It is thick and creamy, perfect for adding to coffee, and contains no added sugar, so you’re sure to start your morning the healthy way.
4. Coffee Creamer
Coffee creamer is another alternative to milk that is, in most cases, dairy-free.
Most commonly, coffee creamer is a combination of sugar, oil, and thickener, so if you like your coffee sweeter, it can be a good option for you.
Coffee creamer comes in liquid and powder form, the latter of which can be convenient if you aren’t able to store your creamer in a refrigerator.
Both the liquid and solid forms come in a variety of flavors.
One of the most popular brands of coffee creamer, Coffee Mate, offers a plethora of both liquid and powder creamer flavors: hazelnut, french vanilla, vanilla caramel, and more!
If you’re looking for a flavor that most resembles plain milk, go for the original flavor.
Just keep in mind that coffee creamer is much more processed and contains more sugar than the options listed above, so it’s not the best choice for the health-conscious coffee drinkers.
If you love sweet coffee, you’ll want to read this article: The Best Sweeteners For Coffee
5. Bulletproof Coffee
Bulletproof coffee is a high-fat Keto coffee option especially fit for those following the Keto diet. It consists of freshly brewed coffee, grass-fed unsalted butter, and MCT (medium-chain triglyceride) coconut oil.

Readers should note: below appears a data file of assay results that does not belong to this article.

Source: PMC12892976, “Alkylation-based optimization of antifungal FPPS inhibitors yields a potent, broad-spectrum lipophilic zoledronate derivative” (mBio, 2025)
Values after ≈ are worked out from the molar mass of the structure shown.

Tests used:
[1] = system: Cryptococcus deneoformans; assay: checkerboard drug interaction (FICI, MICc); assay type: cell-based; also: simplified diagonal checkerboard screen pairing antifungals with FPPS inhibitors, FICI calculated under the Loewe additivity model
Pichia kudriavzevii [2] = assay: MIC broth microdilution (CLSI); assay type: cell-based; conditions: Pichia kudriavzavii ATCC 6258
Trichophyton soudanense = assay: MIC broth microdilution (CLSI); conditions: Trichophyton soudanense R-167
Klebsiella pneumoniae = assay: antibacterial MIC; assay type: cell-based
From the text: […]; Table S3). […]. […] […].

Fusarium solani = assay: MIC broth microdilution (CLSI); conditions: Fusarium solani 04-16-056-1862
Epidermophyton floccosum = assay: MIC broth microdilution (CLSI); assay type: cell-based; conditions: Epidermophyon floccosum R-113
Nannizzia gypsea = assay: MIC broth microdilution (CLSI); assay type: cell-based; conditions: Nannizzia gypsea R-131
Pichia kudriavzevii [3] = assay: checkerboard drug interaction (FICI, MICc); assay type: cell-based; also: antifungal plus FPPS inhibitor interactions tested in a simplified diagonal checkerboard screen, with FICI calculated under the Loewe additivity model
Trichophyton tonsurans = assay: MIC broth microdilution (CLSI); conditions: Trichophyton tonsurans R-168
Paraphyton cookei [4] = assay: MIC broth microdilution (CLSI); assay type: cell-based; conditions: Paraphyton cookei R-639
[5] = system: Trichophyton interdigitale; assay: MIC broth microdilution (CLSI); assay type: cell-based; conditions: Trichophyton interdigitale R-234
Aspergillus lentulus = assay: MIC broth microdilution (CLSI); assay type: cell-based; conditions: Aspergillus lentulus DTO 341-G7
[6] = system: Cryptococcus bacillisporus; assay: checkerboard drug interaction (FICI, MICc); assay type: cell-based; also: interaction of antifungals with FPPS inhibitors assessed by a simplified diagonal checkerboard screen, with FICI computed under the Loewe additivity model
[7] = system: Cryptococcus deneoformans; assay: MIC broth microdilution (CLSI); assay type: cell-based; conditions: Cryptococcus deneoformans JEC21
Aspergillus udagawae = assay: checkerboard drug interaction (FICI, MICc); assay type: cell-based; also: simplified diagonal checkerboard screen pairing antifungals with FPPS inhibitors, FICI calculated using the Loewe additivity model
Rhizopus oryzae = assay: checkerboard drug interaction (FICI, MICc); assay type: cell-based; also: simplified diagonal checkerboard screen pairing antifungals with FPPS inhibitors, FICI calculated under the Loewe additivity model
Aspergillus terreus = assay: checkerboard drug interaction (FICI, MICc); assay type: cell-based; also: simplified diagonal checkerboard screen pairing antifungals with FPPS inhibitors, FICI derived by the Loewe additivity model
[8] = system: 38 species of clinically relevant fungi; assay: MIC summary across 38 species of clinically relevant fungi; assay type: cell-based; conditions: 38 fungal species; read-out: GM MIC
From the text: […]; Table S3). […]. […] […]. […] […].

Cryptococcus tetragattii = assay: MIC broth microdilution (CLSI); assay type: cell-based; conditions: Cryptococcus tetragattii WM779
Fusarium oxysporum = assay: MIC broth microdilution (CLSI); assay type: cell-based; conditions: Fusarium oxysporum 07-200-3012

Though the combination may sound strange, blending these three ingredients together creates a foamy, latte-like consistency and the perfect Keto-friendly morning drink.
The idea behind Bulletproof coffee is to kickstart your metabolism first thing in the morning, which is where the butter and MCT oil comes into play.
The creators of Bulletproof coffee sell their own MCT oil, Brain Octane, which is triple distilled and comes from 100% pure coconut oil.
You can also purchase premixed Bulletproof cold brew coffee in a variety of flavors, such as vanilla and mocha.
While many ketogenic diet followers swear by Bulletproof coffee, it may not be the best choice for everyone.
Though it is great fuel for people following the low-fat, high-carbohydrate Ketogenic diet, it is extremely high in saturated fats, so if you plan on consuming it while following a normal diet, you may experience adverse health effects.
6. Soy Milk
Thanks to its silky texture, soy milk is another excellent non-dairy alternative to milk in coffee.
It naturally has a sweeter flavor, so you may be able to omit the sugar in your coffee when using soy milk in lieu of traditional milk.
A number of brands make soy milk barista blends that are specially designed for coffee drinks.
Pacific Natural Foods has an all-natural barista soy blend that withstands the high heat of steaming required for making a variety of coffee drinks, ensuring a smooth and consistent frothy foam.
This soy milk is also our top choice in our article: The Best Soy Milk For Lattes
7. Almond Milk
Finally, almond milk, another dairy-free beverage, wraps up our milk substitutes.
Like soy milk, it has a natural sweetness, making it a great addition to a cup of coffee with a pastry.